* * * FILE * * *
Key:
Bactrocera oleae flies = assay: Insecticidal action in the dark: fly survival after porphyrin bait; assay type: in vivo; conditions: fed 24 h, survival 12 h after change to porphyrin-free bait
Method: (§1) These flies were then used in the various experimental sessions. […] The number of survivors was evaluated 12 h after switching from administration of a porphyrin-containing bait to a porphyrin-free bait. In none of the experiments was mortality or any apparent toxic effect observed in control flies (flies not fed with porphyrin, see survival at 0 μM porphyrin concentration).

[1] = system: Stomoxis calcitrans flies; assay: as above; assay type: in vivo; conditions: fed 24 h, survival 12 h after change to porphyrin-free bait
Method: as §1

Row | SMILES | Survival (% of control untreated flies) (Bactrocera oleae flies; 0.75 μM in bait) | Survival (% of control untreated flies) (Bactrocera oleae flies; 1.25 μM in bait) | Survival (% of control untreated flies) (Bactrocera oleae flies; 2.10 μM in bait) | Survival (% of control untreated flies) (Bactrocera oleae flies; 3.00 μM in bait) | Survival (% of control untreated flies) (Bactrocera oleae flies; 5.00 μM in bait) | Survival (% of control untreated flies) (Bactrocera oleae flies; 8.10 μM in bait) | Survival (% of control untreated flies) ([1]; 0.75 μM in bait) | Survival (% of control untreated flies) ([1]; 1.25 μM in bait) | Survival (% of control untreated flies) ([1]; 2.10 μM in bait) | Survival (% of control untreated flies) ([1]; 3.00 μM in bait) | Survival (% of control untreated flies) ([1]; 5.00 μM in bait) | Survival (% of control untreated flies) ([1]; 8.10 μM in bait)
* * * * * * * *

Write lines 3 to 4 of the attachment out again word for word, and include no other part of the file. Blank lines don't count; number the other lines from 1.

Method: (§1) These flies were then used in the various experimental sessions. […] The number of survivors was evaluated 12 h after switching from administration of a porphyrin-containing bait to a porphyrin-free bait. In none of the experiments was mortality or any apparent toxic effect observed in control flies (flies not fed with porphyrin, see survival at 0 μM porphyrin concentration).

[1] = system: Stomoxis calcitrans flies; assay: as above; assay type: in vivo; conditions: fed 24 h, survival 12 h after change to porphyrin-free bait